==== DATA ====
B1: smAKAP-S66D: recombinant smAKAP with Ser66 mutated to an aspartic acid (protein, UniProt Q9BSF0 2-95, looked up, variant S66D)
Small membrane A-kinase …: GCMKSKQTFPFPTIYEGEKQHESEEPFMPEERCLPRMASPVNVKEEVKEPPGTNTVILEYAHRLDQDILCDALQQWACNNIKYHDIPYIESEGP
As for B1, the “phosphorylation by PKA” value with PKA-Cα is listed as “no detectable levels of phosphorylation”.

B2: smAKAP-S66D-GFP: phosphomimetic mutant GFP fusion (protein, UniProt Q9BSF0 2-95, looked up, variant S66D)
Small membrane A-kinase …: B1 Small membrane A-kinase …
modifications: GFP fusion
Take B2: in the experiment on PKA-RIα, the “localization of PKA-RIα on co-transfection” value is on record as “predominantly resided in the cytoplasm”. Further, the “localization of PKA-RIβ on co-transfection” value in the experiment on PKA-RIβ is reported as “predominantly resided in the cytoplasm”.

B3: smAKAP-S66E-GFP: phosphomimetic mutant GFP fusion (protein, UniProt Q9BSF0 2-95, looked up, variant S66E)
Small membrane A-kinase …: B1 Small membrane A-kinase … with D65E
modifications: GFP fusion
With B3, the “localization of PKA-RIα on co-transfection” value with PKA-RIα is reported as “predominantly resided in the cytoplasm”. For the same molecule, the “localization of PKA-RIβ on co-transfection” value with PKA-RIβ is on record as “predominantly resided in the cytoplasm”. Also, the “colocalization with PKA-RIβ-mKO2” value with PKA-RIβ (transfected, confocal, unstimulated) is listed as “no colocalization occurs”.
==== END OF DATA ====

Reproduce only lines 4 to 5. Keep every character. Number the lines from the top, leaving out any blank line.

B2: smAKAP-S66D-GFP: phosphomimetic mutant GFP fusion (protein, UniProt Q9BSF0 2-95, looked up, variant S66D)
Small membrane A-kinase …: B1 Small membrane A-kinase …